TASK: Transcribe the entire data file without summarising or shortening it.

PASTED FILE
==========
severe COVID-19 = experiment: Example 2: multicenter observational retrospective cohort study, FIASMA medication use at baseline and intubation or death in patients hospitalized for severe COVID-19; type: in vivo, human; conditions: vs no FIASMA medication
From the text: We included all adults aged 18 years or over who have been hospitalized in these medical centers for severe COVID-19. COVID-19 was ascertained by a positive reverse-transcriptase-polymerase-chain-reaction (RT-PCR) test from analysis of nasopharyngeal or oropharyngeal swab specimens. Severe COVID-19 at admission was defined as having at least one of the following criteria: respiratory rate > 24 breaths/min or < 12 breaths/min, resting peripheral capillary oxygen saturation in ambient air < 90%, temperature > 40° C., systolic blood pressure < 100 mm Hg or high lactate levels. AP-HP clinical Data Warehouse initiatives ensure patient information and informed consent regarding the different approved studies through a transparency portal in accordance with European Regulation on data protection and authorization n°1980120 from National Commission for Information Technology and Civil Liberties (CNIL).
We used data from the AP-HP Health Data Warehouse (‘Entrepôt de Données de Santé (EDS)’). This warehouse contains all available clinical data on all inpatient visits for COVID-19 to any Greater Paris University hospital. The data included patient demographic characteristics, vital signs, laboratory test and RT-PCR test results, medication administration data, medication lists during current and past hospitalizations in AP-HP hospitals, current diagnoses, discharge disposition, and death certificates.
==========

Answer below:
severe COVID-19 = experiment: Example 2: multicenter observational retrospective cohort study, FIASMA medication use at baseline and intubation or death in patients hospitalized for severe COVID-19; type: in vivo, human; conditions: vs no FIASMA medication
From the text: We included all adults aged 18 years or over who have been hospitalized in these medical centers for severe COVID-19. COVID-19 was ascertained by a positive reverse-transcriptase-polymerase-chain-reaction (RT-PCR) test from analysis of nasopharyngeal or oropharyngeal swab specimens. Severe COVID-19 at admission was defined as having at least one of the following criteria: respiratory rate > 24 breaths/min or < 12 breaths/min, resting peripheral capillary oxygen saturation in ambient air < 90%, temperature > 40° C., systolic blood pressure < 100 mm Hg or high lactate levels. AP-HP clinical Data Warehouse initiatives ensure patient information and informed consent regarding the different approved studies through a transparency portal in accordance with European Regulation on data protection and authorization n°1980120 from National Commission for Information Technology and Civil Liberties (CNIL).
We used data from the AP-HP Health Data Warehouse (‘Entrepôt de Données de Santé (EDS)’). This warehouse contains all available clinical data on all inpatient visits for COVID-19 to any Greater Paris University hospital. The data included patient demographic characteristics, vital signs, laboratory test and RT-PCR test results, medication administration data, medication lists during current and past hospitalizations in AP-HP hospitals, current diagnoses, discharge disposition, and death certificates.